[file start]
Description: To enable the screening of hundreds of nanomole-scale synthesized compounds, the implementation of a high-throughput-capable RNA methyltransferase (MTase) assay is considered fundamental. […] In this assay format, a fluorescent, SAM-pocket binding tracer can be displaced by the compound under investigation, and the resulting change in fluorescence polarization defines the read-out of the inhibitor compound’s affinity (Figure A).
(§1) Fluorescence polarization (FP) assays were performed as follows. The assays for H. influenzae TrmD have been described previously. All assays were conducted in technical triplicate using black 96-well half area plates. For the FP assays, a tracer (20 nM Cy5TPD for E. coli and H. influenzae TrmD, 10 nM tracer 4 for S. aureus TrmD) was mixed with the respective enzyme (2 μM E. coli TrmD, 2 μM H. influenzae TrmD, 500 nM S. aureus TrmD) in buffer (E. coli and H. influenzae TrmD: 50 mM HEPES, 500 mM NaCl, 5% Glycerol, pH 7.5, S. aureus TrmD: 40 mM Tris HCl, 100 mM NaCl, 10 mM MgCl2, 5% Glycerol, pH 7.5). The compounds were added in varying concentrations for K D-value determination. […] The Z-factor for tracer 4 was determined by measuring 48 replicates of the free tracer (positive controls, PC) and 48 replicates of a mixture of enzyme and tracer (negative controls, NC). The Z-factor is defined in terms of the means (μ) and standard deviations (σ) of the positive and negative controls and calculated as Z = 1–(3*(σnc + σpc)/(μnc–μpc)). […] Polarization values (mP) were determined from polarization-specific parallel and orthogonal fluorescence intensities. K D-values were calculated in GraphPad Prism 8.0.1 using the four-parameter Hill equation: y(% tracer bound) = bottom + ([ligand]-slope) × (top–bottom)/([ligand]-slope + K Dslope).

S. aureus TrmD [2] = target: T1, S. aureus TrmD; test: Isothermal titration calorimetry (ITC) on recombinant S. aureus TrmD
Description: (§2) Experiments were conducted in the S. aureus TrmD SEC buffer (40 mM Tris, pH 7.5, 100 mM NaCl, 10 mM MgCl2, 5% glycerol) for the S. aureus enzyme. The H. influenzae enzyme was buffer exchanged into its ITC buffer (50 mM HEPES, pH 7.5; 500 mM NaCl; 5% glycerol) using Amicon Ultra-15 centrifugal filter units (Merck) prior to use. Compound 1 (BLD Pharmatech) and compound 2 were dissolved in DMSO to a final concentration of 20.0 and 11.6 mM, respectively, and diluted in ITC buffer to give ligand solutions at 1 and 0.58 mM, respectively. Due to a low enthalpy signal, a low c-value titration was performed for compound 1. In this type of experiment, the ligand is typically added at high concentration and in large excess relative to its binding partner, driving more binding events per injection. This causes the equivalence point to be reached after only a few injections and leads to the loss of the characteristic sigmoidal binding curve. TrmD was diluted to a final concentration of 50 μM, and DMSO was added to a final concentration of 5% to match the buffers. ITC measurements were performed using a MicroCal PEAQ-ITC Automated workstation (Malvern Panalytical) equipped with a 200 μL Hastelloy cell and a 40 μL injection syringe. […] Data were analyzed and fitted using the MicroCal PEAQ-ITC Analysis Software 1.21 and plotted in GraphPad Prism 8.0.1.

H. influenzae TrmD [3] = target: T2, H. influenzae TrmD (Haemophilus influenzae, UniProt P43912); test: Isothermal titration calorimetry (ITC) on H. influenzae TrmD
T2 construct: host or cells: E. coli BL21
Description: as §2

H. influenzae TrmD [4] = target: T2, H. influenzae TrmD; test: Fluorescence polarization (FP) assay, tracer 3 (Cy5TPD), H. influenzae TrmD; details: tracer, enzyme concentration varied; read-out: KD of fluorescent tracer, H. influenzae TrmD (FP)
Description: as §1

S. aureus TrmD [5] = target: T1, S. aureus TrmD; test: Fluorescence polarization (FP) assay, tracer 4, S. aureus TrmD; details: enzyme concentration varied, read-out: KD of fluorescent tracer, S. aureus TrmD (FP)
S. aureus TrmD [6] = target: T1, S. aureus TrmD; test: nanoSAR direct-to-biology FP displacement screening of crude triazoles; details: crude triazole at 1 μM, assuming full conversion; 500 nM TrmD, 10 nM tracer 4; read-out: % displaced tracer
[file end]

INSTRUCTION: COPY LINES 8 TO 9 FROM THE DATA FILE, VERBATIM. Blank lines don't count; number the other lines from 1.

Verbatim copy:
H. influenzae TrmD [4] = target: T2, H. influenzae TrmD; test: Fluorescence polarization (FP) assay, tracer 3 (Cy5TPD), H. influenzae TrmD; details: tracer, enzyme concentration varied; read-out: KD of fluorescent tracer, H. influenzae TrmD (FP)
Description: as §1